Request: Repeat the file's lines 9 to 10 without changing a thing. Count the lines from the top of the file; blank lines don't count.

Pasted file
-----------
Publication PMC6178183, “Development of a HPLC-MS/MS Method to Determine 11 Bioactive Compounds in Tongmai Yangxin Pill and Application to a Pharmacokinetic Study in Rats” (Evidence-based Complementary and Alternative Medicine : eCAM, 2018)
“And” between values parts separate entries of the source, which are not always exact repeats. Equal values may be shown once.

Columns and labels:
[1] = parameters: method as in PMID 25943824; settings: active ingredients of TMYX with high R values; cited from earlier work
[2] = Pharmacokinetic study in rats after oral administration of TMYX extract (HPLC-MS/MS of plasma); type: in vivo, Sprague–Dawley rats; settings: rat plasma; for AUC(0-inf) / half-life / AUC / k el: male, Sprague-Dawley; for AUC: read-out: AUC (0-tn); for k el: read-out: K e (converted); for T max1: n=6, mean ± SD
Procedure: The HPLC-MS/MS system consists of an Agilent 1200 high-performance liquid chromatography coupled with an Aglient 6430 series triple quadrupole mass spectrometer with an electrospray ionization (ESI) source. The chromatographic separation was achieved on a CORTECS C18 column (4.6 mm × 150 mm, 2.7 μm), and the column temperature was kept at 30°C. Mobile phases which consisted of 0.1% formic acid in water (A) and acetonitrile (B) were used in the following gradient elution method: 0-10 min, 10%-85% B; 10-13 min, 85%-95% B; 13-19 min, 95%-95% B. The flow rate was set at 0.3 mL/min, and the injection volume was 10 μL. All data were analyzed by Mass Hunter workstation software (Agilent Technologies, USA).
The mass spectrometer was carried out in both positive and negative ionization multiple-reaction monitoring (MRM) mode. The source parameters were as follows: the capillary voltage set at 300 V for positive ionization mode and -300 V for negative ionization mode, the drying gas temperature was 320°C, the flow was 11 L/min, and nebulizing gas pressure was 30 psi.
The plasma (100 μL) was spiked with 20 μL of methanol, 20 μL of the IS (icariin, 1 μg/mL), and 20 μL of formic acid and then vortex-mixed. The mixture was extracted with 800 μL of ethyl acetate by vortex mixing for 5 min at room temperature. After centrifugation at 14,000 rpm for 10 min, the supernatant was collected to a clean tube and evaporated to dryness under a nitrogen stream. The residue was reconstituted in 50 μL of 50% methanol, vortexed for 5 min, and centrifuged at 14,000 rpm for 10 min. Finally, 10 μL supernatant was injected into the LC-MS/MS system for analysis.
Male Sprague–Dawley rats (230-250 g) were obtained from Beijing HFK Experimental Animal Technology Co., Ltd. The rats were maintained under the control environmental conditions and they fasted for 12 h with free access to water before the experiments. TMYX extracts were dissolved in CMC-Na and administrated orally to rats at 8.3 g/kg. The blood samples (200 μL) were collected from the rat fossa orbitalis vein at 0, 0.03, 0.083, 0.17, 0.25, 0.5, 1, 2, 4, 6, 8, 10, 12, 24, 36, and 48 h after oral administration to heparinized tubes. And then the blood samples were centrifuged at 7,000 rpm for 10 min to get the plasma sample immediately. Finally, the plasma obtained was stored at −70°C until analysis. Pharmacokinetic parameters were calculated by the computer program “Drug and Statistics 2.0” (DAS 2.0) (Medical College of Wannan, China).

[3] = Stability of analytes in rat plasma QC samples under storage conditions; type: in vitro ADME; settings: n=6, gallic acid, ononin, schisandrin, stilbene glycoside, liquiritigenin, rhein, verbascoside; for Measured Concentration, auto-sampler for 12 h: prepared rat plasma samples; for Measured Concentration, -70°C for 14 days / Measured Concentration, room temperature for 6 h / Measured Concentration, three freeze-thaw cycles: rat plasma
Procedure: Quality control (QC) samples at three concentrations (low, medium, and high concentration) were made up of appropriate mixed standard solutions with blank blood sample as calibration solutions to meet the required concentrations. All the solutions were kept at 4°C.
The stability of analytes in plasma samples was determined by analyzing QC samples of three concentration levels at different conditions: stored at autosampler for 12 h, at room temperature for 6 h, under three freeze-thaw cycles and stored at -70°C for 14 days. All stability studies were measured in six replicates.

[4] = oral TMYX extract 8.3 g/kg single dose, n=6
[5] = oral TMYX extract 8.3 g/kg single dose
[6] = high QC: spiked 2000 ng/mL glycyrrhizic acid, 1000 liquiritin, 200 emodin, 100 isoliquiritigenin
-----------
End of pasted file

Male Sprague–Dawley rats (230-250 g) were obtained from Beijing HFK Experimental Animal Technology Co., Ltd. The rats were maintained under the control environmental conditions and they fasted for 12 h with free access to water before the experiments. TMYX extracts were dissolved in CMC-Na and administrated orally to rats at 8.3 g/kg. The blood samples (200 μL) were collected from the rat fossa orbitalis vein at 0, 0.03, 0.083, 0.17, 0.25, 0.5, 1, 2, 4, 6, 8, 10, 12, 24, 36, and 48 h after oral administration to heparinized tubes. And then the blood samples were centrifuged at 7,000 rpm for 10 min to get the plasma sample immediately. Finally, the plasma obtained was stored at −70°C until analysis. Pharmacokinetic parameters were calculated by the computer program “Drug and Statistics 2.0” (DAS 2.0) (Medical College of Wannan, China).

[3] = Stability of analytes in rat plasma QC samples under storage conditions; type: in vitro ADME; settings: n=6, gallic acid, ononin, schisandrin, stilbene glycoside, liquiritigenin, rhein, verbascoside; for Measured Concentration, auto-sampler for 12 h: prepared rat plasma samples; for Measured Concentration, -70°C for 14 days / Measured Concentration, room temperature for 6 h / Measured Concentration, three freeze-thaw cycles: rat plasma